You may not have heard of it, but one of the most common health issues in the United States may be right under your nose. If you have allergies or a cold that never seems to go away, it may be chronic sinusitis, a bacterial sinus infection that can last for months or recur again and again.
Chronic sinusitis causes persistent nasal drainage or postnasal drip, sore throat, cough, bad breath and severe sinus pain and pressure. Medications are the first treatment of choice for this condition, but for many patients, surgery offers the best chance for long-lasting relief.
“Chronic sinusitis that is not treated properly not only causes bothersome symptoms, it can actually damage the sinus,” says Donna Sharpe, MD, otolaryngologist at Duke Otolaryngology of Durham. “If someone suspects he has chronic sinusitis, he should receive a thorough evaluation by an ear, nose and throat specialist to determine if surgery can help.”
Today, “sinus surgery” typically means minimally invasive procedures that can restore free breathing quickly and painlessly. A new technique called Balloon Sinuplasty™ opens sinus passages in much the same way that a modern heart surgeon removes a blockage from an artery—by gently inflating a balloon inside. During Balloon Sinuplasty, a surgeon threads a small, lighted probe called an endoscope through the narrow sinus openings. Then a balloon is inflated to enlarge the soft membranes and bony openings of the sinuses. Symptoms of sinusitis improve rapidly, and the beneficial effects can last for up to two years.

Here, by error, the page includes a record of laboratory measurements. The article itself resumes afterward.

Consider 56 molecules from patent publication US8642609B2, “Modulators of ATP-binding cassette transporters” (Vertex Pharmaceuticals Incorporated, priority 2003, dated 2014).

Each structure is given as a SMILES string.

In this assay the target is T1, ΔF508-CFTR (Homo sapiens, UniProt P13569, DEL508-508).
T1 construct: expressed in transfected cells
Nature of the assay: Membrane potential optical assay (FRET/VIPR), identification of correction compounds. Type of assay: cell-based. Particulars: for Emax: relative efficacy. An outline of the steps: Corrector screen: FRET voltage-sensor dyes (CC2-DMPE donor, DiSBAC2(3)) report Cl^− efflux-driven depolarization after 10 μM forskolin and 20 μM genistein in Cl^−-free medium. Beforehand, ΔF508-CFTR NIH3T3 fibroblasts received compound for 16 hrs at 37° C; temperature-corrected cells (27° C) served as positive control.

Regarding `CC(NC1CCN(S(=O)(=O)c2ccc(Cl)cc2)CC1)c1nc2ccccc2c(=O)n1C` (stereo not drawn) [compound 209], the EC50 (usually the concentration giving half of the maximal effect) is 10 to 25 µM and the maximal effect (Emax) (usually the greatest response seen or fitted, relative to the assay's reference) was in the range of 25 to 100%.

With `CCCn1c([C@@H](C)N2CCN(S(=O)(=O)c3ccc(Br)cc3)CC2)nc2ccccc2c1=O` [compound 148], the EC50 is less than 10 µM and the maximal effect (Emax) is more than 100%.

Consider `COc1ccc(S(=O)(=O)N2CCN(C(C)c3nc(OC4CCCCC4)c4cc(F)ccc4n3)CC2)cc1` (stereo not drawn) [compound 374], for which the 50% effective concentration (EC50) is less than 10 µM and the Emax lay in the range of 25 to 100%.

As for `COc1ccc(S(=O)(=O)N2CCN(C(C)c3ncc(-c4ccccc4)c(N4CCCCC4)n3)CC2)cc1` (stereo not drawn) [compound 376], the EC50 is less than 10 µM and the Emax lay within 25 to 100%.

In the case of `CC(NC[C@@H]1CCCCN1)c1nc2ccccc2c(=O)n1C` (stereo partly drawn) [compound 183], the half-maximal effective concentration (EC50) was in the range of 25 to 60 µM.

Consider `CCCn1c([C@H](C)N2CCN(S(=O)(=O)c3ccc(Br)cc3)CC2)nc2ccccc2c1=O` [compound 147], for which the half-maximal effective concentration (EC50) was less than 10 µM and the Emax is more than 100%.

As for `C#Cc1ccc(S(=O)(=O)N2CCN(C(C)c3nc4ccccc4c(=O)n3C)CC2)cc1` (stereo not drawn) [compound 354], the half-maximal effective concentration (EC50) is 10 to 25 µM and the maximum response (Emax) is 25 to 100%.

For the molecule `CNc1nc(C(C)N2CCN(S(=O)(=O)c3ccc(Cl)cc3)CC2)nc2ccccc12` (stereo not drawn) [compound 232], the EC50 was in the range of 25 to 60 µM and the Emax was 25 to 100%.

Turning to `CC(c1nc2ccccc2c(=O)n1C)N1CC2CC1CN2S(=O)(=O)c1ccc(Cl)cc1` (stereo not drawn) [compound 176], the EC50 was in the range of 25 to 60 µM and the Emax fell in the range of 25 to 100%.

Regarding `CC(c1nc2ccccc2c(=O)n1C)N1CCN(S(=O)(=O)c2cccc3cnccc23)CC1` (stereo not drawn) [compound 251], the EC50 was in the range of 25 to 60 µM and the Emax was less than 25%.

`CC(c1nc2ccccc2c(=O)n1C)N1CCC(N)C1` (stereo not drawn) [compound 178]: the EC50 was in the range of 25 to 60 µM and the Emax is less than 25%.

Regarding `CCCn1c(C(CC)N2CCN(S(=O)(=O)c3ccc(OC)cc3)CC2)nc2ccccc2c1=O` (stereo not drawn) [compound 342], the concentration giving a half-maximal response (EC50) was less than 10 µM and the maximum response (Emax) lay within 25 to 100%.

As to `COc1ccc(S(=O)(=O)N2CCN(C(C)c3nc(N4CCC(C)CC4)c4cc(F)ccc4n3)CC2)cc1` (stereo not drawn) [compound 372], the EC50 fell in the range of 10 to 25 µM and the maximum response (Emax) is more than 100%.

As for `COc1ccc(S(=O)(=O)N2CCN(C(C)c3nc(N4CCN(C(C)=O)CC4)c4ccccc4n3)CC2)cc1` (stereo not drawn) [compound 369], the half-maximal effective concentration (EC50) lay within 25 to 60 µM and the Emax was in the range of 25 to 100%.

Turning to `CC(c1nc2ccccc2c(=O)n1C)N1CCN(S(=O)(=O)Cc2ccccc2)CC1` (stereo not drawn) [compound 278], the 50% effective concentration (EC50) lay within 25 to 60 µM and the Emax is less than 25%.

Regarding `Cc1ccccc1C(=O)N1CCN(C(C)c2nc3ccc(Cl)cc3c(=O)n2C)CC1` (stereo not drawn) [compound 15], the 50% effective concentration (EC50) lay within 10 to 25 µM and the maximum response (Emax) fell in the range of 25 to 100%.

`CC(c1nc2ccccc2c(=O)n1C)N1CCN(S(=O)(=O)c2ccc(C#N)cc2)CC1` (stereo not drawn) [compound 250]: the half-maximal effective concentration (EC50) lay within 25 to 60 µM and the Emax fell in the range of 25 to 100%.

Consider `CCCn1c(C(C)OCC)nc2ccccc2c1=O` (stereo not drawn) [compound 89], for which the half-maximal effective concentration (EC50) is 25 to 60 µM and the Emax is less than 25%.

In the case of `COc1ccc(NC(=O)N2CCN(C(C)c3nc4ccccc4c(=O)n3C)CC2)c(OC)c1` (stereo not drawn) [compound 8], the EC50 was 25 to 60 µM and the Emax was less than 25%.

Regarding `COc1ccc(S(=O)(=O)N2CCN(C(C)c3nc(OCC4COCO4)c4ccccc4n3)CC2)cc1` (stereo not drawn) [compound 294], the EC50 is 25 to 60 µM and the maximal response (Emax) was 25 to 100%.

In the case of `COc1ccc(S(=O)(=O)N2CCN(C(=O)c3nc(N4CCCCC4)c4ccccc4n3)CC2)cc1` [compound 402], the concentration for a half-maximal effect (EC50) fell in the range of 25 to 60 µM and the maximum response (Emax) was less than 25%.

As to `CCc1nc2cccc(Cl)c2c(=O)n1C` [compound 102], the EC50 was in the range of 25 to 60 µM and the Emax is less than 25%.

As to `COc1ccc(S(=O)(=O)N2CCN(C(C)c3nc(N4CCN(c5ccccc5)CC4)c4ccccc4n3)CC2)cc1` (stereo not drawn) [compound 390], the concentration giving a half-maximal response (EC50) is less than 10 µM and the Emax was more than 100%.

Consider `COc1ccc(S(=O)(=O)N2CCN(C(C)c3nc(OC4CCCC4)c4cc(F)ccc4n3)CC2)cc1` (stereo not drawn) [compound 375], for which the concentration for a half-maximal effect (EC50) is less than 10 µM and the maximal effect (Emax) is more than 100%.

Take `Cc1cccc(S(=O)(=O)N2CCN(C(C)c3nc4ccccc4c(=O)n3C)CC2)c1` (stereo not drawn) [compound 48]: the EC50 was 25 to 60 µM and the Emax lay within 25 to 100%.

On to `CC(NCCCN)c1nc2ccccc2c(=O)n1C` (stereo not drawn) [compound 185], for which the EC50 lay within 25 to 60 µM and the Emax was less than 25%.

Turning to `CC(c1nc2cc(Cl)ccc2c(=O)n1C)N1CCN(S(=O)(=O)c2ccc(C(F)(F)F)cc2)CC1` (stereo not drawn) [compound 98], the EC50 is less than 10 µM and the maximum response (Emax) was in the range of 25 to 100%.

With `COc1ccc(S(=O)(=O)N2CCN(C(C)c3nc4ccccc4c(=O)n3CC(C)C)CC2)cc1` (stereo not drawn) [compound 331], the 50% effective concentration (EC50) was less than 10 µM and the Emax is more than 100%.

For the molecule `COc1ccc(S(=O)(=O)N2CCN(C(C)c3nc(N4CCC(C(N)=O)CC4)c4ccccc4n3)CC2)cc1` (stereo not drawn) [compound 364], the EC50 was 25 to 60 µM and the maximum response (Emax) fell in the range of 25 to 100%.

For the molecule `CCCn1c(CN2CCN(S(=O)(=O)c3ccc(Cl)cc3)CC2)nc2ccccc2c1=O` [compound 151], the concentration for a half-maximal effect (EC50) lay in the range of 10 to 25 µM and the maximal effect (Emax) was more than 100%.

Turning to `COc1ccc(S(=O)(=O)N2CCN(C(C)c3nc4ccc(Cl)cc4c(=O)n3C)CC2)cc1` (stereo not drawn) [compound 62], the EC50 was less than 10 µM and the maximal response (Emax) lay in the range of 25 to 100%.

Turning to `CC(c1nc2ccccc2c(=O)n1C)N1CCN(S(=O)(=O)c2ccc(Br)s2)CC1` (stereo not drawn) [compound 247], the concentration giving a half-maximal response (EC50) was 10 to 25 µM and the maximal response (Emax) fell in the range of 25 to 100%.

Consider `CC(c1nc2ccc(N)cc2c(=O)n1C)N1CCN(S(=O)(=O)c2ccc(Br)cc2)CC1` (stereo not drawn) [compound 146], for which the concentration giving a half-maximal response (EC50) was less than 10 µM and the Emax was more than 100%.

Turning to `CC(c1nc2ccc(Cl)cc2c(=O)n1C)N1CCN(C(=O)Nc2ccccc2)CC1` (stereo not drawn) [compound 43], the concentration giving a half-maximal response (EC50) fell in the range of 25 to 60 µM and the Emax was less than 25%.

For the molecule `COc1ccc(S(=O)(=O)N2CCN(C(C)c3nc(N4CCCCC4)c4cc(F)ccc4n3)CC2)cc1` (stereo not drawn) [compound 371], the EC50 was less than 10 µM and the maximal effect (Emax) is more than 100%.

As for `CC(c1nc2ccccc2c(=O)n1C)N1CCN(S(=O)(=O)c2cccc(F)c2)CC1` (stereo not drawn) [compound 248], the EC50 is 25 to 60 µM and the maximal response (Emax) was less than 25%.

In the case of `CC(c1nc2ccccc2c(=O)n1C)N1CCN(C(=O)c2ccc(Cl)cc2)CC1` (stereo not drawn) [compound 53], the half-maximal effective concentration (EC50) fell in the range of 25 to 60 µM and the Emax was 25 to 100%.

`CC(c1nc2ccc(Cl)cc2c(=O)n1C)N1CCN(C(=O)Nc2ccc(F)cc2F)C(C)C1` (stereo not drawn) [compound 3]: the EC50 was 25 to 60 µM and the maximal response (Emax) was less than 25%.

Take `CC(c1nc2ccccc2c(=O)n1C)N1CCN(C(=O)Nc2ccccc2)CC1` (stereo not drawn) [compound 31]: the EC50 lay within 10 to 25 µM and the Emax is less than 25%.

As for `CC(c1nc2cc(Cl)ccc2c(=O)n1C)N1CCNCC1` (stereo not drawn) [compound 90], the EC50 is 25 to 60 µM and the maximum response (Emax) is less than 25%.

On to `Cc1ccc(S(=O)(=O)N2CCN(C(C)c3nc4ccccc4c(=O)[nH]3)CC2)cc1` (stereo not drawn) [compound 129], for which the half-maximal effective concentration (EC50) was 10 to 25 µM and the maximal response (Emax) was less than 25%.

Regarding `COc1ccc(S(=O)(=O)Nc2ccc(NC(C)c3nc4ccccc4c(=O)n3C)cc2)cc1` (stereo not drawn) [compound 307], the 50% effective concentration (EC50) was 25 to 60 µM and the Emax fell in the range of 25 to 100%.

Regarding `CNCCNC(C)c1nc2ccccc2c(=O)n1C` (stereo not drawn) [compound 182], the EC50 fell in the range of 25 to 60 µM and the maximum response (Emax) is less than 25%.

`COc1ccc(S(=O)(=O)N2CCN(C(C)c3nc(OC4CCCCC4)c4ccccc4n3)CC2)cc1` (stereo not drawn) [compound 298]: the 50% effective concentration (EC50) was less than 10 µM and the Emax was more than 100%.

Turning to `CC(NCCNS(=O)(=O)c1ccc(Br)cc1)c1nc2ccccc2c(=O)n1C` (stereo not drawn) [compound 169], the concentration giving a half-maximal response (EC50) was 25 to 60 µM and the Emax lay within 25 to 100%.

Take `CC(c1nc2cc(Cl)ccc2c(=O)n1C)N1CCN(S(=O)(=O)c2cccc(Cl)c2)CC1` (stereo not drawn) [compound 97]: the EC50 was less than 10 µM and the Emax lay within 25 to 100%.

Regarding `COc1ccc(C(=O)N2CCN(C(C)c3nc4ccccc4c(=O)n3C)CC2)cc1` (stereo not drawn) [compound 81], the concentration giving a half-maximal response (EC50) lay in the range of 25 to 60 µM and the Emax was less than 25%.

For patients in need of more intensive treatment, functional endoscopic sinus surgery (FESS) is another minimally invasive option. In this procedure, a surgeon uses an endoscope to guide small surgical instruments into the sinuses and remove any diseased tissue or polyps.
“Sinus treatment today is very different than in the past,” Dr. Sharpe says. “With the advancement of medical technology we can restore the natural function and health of the sinuses with less bleeding and quicker healing.”
Sinus surgery can be performed as an outpatient procedure at Davis Ambulatory Surgical Center. Visit dukeregional.org/davis to learn more.